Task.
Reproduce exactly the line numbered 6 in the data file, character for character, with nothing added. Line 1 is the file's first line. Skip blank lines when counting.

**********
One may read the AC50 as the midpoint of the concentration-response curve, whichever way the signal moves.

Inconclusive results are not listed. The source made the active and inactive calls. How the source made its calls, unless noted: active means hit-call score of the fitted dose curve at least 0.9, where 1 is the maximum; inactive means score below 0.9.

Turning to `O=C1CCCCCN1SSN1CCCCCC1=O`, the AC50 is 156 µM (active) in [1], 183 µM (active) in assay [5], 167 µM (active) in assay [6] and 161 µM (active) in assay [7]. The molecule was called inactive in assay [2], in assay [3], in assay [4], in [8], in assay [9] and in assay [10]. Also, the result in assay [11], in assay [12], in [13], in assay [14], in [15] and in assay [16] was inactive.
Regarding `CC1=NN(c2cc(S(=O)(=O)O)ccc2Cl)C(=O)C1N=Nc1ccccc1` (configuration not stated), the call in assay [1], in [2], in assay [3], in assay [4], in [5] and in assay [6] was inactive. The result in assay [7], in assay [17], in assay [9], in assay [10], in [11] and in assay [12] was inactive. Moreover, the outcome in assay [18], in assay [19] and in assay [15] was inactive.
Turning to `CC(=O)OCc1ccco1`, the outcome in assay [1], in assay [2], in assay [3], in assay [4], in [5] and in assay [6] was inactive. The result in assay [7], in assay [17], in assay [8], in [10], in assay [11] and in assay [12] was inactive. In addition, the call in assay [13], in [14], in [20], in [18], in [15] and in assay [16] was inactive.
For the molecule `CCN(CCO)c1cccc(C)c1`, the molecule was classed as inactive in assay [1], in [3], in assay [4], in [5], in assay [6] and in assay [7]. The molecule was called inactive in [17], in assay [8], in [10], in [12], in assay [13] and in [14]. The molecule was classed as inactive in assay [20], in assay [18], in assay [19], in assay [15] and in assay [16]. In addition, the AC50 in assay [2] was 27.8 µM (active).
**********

For the molecule `CCN(CCO)c1cccc(C)c1`, the molecule was classed as inactive in assay [1], in [3], in assay [4], in [5], in assay [6] and in assay [7]. The molecule was called inactive in [17], in assay [8], in [10], in [12], in assay [13] and in [14]. The molecule was classed as inactive in assay [20], in assay [18], in assay [19], in assay [15] and in assay [16]. In addition, the AC50 in assay [2] was 27.8 µM (active).